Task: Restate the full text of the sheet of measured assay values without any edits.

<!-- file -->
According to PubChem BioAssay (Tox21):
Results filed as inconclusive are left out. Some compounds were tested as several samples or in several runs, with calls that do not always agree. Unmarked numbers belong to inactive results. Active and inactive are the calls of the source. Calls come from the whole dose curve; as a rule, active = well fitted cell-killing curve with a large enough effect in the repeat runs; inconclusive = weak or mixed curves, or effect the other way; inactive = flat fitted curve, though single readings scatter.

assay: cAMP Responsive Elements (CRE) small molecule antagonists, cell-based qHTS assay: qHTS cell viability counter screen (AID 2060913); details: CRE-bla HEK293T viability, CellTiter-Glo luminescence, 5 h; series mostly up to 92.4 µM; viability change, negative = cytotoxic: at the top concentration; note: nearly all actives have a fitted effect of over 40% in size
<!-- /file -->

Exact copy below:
According to PubChem BioAssay (Tox21):
Results filed as inconclusive are left out. Some compounds were tested as several samples or in several runs, with calls that do not always agree. Unmarked numbers belong to inactive results. Active and inactive are the calls of the source. Calls come from the whole dose curve; as a rule, active = well fitted cell-killing curve with a large enough effect in the repeat runs; inconclusive = weak or mixed curves, or effect the other way; inactive = flat fitted curve, though single readings scatter.

assay: cAMP Responsive Elements (CRE) small molecule antagonists, cell-based qHTS assay: qHTS cell viability counter screen (AID 2060913); details: CRE-bla HEK293T viability, CellTiter-Glo luminescence, 5 h; series mostly up to 92.4 µM; viability change, negative = cytotoxic: at the top concentration; note: nearly all actives have a fitted effect of over 40% in size